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NEWS | May 23, 2011

The “Spice” of life isn’t this stuff

By 628th Air Base Wing Staff Judge Advocate

Joint Base Charleston is catching Spice users, punishing them and ending their careers. Spice users often leave the military without an honorable discharge and without any GI Bill benefits. If you think that you can use Spice and get away with it, think again.
The Air Force has prohibited the use of synthetic cannobinoids, more popularly known as "Spice" or "K2", for years. Since 2010, Air Force Instruction 44-120 has prohibited Air Force members from using or possessing Spice. Prior to that time and continuing through to this day, Air Mobility Command also prohibited military members from using or possessing Spice by General Order. Orders prohibiting Spice have also been routine in the Navy for quite some time. Violation of these orders is a violation of Article 92 of the Uniform Code of Military Justice.

Spice is no longer just prohibited in the military; it is also illegal for civilians as well. Under the Controlled Substances Act, the Drug Enforcement Agency is responsible for classifying and limiting access to drugs. Drugs which have a high potential for abuse and which have no accepted medical use are classified as a Schedule I drug. Spice became a Schedule I drug March 1, 2011.

What does the DEA's new classification of Spice mean? For one, Spice users can be punished more severely. Violation of Article 92 of the UCMJ includes a maximum of two years in confinement. However, now that Spice is listed as a Schedule I drug, it is also a violation of Article 112a of the UCMJ, which prohibits the wrongful use, possession and distribution of a controlled substance. The maximum punishment for violating Article 112a is five years in confinement, a dishonorable discharge, reduction in rank to E-1 and total forfeitures of all pay and allowances. The stakes have clearly been raised for Spice users.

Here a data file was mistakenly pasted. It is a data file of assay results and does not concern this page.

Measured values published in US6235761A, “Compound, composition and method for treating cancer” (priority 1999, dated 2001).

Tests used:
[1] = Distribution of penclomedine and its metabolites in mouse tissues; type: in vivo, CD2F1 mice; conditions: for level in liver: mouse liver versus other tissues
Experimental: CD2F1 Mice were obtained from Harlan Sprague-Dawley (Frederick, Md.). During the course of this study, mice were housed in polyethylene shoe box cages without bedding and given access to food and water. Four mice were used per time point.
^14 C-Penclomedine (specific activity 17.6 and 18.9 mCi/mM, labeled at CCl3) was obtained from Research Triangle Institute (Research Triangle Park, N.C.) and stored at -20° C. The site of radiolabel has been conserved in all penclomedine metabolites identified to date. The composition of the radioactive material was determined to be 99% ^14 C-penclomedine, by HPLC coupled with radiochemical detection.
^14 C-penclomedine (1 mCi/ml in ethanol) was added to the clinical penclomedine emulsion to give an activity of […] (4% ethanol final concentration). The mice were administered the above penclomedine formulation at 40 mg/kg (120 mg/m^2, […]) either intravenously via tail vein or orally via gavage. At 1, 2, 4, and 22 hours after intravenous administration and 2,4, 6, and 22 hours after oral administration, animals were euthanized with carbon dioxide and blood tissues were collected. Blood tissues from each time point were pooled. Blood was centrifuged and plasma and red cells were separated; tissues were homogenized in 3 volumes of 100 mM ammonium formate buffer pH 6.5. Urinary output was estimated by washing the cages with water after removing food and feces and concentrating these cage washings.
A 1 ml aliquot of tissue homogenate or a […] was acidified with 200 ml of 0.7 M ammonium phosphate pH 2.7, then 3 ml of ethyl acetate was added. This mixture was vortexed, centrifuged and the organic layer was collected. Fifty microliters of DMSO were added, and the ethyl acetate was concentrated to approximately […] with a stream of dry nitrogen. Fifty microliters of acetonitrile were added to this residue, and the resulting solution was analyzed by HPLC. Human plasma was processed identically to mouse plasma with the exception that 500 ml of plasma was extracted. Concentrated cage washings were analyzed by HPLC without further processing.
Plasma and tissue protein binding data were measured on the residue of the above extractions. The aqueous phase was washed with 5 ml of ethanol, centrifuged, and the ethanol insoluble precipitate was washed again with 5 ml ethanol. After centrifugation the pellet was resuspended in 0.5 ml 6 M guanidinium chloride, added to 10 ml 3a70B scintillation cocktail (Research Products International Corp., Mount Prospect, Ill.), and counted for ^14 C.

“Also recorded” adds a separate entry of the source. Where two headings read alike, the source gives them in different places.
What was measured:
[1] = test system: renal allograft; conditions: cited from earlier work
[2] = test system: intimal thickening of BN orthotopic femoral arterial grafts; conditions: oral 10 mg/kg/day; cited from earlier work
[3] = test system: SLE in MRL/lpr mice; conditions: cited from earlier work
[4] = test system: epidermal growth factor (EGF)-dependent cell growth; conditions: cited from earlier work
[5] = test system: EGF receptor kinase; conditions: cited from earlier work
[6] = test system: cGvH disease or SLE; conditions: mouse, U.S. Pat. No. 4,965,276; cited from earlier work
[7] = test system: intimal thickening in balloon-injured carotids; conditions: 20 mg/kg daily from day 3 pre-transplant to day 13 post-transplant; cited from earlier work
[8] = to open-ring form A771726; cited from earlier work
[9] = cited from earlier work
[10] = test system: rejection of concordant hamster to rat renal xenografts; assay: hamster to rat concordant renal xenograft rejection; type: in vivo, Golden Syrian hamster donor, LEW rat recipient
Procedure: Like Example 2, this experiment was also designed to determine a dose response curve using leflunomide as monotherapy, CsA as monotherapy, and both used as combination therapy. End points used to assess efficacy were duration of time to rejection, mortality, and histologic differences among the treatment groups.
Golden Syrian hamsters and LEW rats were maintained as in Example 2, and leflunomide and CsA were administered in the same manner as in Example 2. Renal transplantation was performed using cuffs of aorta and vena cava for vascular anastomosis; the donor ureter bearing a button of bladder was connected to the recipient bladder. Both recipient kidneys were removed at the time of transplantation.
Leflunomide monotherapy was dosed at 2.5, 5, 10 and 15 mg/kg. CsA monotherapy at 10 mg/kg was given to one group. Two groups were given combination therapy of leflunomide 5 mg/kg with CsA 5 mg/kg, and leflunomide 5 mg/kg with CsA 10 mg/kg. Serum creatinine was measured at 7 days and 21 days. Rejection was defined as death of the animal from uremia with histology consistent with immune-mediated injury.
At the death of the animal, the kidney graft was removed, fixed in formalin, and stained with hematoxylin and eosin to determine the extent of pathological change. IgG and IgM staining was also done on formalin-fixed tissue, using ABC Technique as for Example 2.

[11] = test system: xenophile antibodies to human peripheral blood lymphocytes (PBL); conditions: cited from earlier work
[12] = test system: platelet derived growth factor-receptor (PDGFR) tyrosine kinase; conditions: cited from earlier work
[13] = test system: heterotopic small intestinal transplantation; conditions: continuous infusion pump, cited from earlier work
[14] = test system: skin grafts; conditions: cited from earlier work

Not only have the penalties for Spice use increased, but so has our ability to catch people possessing it. Since Spice is now illegal both on and off-base, possession of Spice carries the added risk of detection by civilian law enforcement. Two months ago if the civilian police caught you with Spice nothing would happen to you. Now, you will be immediately arrested. On-base, Joint Base Charleston is stepping up random sweeps.
The Department of Defense has also become better at detecting people using Spice. Think that your Spice use won't show up in a urinalysis? Think again. We can now test people's urine for Spice use. We have had five individuals test positive for Spice right here at Joint Base Charleston.

What happens after we catch people using Spice and they are punished under the UCMJ? Simple. They are discharged. Under AFI 36-3208, discharge processing for anyone using or possessing drugs is mandatory. The only way that a member can stay in the Air Force is if their immediate commander, the 628th Air Base Wing commander and the NAF commander all believe that the member should be retained. That hasn't happened for years at Charleston. Almost everyone caught receives a general discharge, which means no GI Bill.

Even if you don't care about jail, your career or going to college you shouldn't use Spice if you care about your health. According to the DEA, Spice use can result in agitation, anxiety, nausea, vomiting, tachycardia (fast, racing heartbeat), elevated blood pressure, tremor, seizures, hallucinations, paranoid behavior and non-responsiveness. There are also instances of psychotic episodes, withdrawal and dependence on Spice.